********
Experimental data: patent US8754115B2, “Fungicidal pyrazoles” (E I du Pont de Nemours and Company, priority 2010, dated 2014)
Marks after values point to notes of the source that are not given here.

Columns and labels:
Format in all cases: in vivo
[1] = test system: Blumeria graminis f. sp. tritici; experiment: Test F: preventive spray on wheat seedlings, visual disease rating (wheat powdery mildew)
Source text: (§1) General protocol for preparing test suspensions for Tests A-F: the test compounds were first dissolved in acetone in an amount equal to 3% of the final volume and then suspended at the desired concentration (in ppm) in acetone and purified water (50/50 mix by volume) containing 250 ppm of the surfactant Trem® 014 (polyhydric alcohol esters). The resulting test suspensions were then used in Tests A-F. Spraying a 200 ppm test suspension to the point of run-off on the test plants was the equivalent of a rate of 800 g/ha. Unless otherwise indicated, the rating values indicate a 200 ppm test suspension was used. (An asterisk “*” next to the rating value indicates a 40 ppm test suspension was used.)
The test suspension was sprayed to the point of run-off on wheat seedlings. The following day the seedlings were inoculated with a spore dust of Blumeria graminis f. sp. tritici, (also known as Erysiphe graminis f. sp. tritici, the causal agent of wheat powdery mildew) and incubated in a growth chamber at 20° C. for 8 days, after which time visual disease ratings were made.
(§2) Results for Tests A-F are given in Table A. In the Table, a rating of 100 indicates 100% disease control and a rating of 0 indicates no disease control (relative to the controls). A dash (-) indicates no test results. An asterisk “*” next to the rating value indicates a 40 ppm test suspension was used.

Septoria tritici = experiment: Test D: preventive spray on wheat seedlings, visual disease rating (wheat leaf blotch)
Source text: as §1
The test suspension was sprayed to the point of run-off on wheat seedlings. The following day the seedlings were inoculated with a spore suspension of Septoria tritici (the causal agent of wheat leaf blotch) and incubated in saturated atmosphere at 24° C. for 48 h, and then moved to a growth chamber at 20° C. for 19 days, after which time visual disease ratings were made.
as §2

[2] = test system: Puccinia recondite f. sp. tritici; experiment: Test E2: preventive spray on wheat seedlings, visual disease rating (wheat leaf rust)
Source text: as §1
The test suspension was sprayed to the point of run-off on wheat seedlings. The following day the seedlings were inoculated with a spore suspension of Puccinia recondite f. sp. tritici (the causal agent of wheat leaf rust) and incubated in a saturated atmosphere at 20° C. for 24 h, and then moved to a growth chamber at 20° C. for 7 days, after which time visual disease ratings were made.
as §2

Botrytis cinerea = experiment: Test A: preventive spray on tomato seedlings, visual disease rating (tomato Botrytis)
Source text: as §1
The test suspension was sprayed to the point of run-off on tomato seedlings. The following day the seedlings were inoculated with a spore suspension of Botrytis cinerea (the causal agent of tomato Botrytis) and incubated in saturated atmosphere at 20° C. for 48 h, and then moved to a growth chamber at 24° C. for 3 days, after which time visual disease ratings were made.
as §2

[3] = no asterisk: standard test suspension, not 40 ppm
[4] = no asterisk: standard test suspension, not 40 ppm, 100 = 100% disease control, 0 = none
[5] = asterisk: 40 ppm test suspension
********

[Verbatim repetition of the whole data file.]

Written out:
Experimental data: patent US8754115B2, “Fungicidal pyrazoles” (E I du Pont de Nemours and Company, priority 2010, dated 2014)
Marks after values point to notes of the source that are not given here.

Columns and labels:
Format in all cases: in vivo
[1] = test system: Blumeria graminis f. sp. tritici; experiment: Test F: preventive spray on wheat seedlings, visual disease rating (wheat powdery mildew)
Source text: (§1) General protocol for preparing test suspensions for Tests A-F: the test compounds were first dissolved in acetone in an amount equal to 3% of the final volume and then suspended at the desired concentration (in ppm) in acetone and purified water (50/50 mix by volume) containing 250 ppm of the surfactant Trem® 014 (polyhydric alcohol esters). The resulting test suspensions were then used in Tests A-F. Spraying a 200 ppm test suspension to the point of run-off on the test plants was the equivalent of a rate of 800 g/ha. Unless otherwise indicated, the rating values indicate a 200 ppm test suspension was used. (An asterisk “*” next to the rating value indicates a 40 ppm test suspension was used.)
The test suspension was sprayed to the point of run-off on wheat seedlings. The following day the seedlings were inoculated with a spore dust of Blumeria graminis f. sp. tritici, (also known as Erysiphe graminis f. sp. tritici, the causal agent of wheat powdery mildew) and incubated in a growth chamber at 20° C. for 8 days, after which time visual disease ratings were made.
(§2) Results for Tests A-F are given in Table A. In the Table, a rating of 100 indicates 100% disease control and a rating of 0 indicates no disease control (relative to the controls). A dash (-) indicates no test results. An asterisk “*” next to the rating value indicates a 40 ppm test suspension was used.

Septoria tritici = experiment: Test D: preventive spray on wheat seedlings, visual disease rating (wheat leaf blotch)
Source text: as §1
The test suspension was sprayed to the point of run-off on wheat seedlings. The following day the seedlings were inoculated with a spore suspension of Septoria tritici (the causal agent of wheat leaf blotch) and incubated in saturated atmosphere at 24° C. for 48 h, and then moved to a growth chamber at 20° C. for 19 days, after which time visual disease ratings were made.
as §2

[2] = test system: Puccinia recondite f. sp. tritici; experiment: Test E2: preventive spray on wheat seedlings, visual disease rating (wheat leaf rust)
Source text: as §1
The test suspension was sprayed to the point of run-off on wheat seedlings. The following day the seedlings were inoculated with a spore suspension of Puccinia recondite f. sp. tritici (the causal agent of wheat leaf rust) and incubated in a saturated atmosphere at 20° C. for 24 h, and then moved to a growth chamber at 20° C. for 7 days, after which time visual disease ratings were made.
as §2

Botrytis cinerea = experiment: Test A: preventive spray on tomato seedlings, visual disease rating (tomato Botrytis)
Source text: as §1
The test suspension was sprayed to the point of run-off on tomato seedlings. The following day the seedlings were inoculated with a spore suspension of Botrytis cinerea (the causal agent of tomato Botrytis) and incubated in saturated atmosphere at 20° C. for 48 h, and then moved to a growth chamber at 24° C. for 3 days, after which time visual disease ratings were made.
as §2

[3] = no asterisk: standard test suspension, not 40 ppm
[4] = no asterisk: standard test suspension, not 40 ppm, 100 = 100% disease control, 0 = none
[5] = asterisk: 40 ppm test suspension